The year after that, yet again another booklet was released. This 3rd volume had an amusing tie in with the 1986 Tor publication of Gene Wolfe's novel entitled THE SOLDIER OF THE MIST. I had provided Gene with a multi-volume set of the works of the Greek historian Herodutus and Gene had acknowledged my "help" with the novel by kindly surprising me with a fictional reference to this in the books' introduction. He inferred that he had purchased from me some long lost but recently found secret scrolls from which his novel was based. This was the origin of Pretentious Press 3: DEALER OF THE MIST or HOW I FOUND THE SCROLLS (1987) and how I dealt with the mischievous Dr. Falafel. As before, each of these were printed in a quantity of 100, inscribed and sent out to a select group of my clientele.
My next publication, the 4th, was indeed my first commercial venture. It came about when a consensus of my fellow collectors and customers who were most interested in obtaining all of the hard-cover publications produced by Ballantine Books revealed that no one exactly knew which Ballantine Books were produced in this format. As I appeared to be the only one among us who knew Ian Ballantine, I took up the staff. With Ian's help BALLANTINE BOOKS: THE FIRST DECADE (a Bailiwick Books production) was published in an edition of 597 copies in 1987. But it was the concept of the 4th publication of The Pretentious Press (my 5th overall) which excited me most. And it no doubt had its origin well steeped in the provocative world of authors first appearances in print.
I published LITTLE BROTHERS by Isaac Asimov in 1988. It came about when I learned that Dr. Asimov's first appearance in print was in fact not MAROONED OFF VESTA in the March, 1939 issue of Amazing Stories. He had 4 letters appear before then; three in the 'Letters to the Editor' columns in Astounding Science Fiction in 1935, 1937 & 1938 respectively, as well as a similar letter which appeared in the science fiction fanzine Imagination in October of 1938. I knew this as I owned all of these periodicals and had asked Dr. A to sign them for me (over a period of years). Each time he did, however, I couldn't help notice that an element of pleasant surprise would accompany each signing. The way he caressed them so lovingly, it seemed as if he had forgotten about each of these early appearances and was undertaking some spiritualistic reacquaintance. And when I asked him if there was yet anything earlier, he would answer in the negative until..... On one visit he in fact did recall an earlier work. A first work. LITTLE BROTHERS. An essay he wrote at the age of 14 lamenting the birth of his younger sibling and how it would change his life forever. It seemed that Isaac had indeed forgotten this published work as well. Sensing a wonderful chance to publish this historic juvenalia, I boldly asked Isaac (who had received my 3 earlier Pretentious Press publications) if he would like to be the guest author for the 4th. When he said "sure" with the proviso that I let readers know that this work was indeed written when he was only 14 years old, a nanosecond perhaps elapsed before I said "Ok. You've got a deal." And so my first venture into a different type of publishing began. 126 copies were printed with accompanying tipped-in photos of the young Asimovs, signed by the elder and properly distributed.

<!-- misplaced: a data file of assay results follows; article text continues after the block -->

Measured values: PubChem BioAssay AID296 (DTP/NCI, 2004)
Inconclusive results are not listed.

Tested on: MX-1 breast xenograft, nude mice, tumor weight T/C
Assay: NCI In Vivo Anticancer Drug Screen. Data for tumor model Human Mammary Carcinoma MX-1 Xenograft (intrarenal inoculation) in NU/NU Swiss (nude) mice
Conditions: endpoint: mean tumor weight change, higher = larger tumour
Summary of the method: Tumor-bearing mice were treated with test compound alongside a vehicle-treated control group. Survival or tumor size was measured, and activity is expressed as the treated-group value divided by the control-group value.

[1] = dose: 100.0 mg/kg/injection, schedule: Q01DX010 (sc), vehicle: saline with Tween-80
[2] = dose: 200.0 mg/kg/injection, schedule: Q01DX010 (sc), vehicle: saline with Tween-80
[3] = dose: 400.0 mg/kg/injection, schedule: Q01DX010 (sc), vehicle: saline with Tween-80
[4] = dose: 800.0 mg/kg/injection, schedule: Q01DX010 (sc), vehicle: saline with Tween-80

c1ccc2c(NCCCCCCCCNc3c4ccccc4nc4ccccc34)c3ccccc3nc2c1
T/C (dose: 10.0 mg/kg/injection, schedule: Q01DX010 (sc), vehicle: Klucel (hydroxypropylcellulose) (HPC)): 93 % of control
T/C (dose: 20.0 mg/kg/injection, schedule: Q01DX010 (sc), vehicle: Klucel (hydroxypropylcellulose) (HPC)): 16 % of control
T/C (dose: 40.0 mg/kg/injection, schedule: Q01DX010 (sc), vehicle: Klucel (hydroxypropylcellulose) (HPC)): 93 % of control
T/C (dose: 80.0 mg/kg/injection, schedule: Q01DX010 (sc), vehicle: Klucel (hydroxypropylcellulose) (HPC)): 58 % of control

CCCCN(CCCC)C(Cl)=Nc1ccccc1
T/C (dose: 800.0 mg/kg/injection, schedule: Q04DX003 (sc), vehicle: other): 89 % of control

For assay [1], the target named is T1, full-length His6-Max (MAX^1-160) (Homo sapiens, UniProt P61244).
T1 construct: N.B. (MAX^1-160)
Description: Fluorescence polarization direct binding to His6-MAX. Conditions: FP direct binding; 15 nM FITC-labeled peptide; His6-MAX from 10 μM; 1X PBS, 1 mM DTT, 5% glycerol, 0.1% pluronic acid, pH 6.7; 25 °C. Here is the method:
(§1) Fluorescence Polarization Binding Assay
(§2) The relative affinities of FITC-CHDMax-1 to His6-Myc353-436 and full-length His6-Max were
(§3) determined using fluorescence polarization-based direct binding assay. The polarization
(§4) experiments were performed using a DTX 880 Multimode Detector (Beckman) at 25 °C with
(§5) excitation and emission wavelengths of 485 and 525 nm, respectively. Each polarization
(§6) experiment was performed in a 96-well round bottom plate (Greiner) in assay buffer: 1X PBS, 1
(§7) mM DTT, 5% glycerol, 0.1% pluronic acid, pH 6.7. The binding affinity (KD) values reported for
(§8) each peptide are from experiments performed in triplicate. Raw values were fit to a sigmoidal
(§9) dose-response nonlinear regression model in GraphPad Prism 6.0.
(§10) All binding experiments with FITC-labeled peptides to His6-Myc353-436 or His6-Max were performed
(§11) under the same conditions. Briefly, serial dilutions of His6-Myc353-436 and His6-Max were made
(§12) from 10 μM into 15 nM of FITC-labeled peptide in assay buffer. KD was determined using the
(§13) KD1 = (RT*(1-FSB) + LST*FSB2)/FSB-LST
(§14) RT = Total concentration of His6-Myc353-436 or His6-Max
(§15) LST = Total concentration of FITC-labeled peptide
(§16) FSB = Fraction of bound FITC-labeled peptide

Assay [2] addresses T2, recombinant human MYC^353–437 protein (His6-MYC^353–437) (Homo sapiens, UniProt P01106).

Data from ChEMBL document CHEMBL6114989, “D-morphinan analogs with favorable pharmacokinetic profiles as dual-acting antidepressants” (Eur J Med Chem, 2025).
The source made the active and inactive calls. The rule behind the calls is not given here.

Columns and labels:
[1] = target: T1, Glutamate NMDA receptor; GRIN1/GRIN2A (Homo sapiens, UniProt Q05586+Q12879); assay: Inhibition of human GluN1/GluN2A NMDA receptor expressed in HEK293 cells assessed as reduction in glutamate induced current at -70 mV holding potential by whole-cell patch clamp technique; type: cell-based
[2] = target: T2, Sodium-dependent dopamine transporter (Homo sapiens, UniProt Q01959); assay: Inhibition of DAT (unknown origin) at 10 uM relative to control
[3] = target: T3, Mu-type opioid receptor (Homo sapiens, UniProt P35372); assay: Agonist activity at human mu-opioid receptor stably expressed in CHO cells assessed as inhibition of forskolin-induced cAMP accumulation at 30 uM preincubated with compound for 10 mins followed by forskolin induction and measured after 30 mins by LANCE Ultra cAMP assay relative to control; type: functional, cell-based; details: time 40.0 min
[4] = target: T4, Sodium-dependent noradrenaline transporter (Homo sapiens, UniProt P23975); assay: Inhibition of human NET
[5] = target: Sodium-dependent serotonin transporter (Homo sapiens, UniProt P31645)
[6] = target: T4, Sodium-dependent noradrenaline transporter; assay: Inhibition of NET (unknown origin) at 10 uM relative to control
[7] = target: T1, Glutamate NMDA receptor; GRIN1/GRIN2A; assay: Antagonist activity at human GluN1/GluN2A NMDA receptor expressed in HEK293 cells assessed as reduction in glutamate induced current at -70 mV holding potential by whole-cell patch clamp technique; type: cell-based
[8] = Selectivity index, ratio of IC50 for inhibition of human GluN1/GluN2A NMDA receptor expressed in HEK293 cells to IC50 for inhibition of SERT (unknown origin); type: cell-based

Now if perhaps you doubt the statement "Isaac Asimov forgot......" or the even more implausible.... "Isaac Asimov forgot something about himself......," let me assure you that your trepidation is well founded. Isaac did not forget this early work. He in fact mentions it in his 1979 Doubleday publication, IN MEMORY YET GREEN, the first of a massive 3 volume autobiography. So what happened? I am firmly convinced that he was just playing the gentleman; that he did not want to embarrass this young publisher by drawing to my attention what I should have already known. To this I have no defense save that often the curse of a full time bookseller is that he or she is so engrossed in the buying and selling and processing of books that so little time is left to read them.